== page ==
Some types of arthritis, like rheumatoid arthritis, can run in families, while having an injury to a joint, for example a sporting injury or broken bone can increase the risk of osteoarthritis in later life. There is nothing that you can do to completely avoid getting arthritis, but lifestyle choices can really help. Smoking increases the risk of rheumatoid arthritis and can make medicines for arthritis less effective. Being overweight significantly increases the risk of osteoarthritis - especially in the hips, knees and feet - and makes drugs for rheumatoid arthritis less effective. Drinking excess alcohol can trigger attacks of gout.
Many people worry that hard work or exercise can cause arthritis, but this is definitely not the case. Exercise doesn't damage the joints and in fact is one of the most important things that you can do to help with the pain and stiffness of arthritis.
6. What lifestyle changes can help improve joint pain?
The two most important are to keep moving and to keep to a healthy weight. If you are inactive, start to move more. For example, just walk up and down stairs a few more times every day, and set low goals that you can easily achieve. If you are already active, move more - ideally 30 minutes of moderate activity every day - for example by walking, although any activity such as gardening is fine. This should be combined with some form of strength training such as weights or exercise against resistance twice a week, plus weekly flexibility and balance training, like yoga or Tai Chi.
To keep to a healthy weight, try to avoid thinking of yourself as being on a diet as most diets that are too restrictive are destined to fail in the long run. Instead think more about healthy eating and putting healthy foods inside your body; eat more fruit, vegetables and grains to fill you up, and try to eat less sugar. Work on your sleep by trying to avoid alcohol on some days as well as reducing caffeine, and keep your bedroom cool and dark without interruptions from a television. Manage your worries and low mood with exercise (especially outdoors), positive thinking, meditation or distraction with an absorbing hobby.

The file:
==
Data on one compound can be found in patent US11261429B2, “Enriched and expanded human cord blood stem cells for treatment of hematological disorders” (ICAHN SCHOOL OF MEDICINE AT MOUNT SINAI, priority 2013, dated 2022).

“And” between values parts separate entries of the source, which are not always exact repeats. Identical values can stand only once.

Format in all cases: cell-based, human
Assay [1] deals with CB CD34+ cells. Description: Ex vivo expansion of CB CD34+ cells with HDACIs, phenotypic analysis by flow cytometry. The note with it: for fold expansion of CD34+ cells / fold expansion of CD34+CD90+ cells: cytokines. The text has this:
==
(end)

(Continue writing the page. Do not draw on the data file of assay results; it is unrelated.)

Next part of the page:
7. Should you exercise and stay active if you have arthritis?
Staying active is essential for people living with arthritis. A lack of exercise leads to weaker muscles that are less able to support the joints, resulting in pain and instability. Simple exercises to improve muscle strength can be just as effective for pain as prescription painkillers. These can also help improve balance and function, keeping people independent and sometimes delaying the need for surgery for much longer.
8. Can any over the counter ibuprofen ease arthritis symptoms?
Yes, most anti-inflammatory medicines (also called Non-steroidal Anti Inflammatories or NSAIDs) such as ibuprofen are very effective at helping ease the pain and stiffness of arthritis. The problem is that they have many potential long-term side-effects including stomach irritation, pain and ulcers, kidney problems, high blood pressure and an increased risk of heart attack and stroke, so they are not considered safe for long-term use. All anti-inflammatory medicines should be used at the lowest possible dose for the shortest possible time.
If you are looking for a drug-free alternative to osteoarthritis, FlexiSEQ is clinically proven and widely available online and in stores.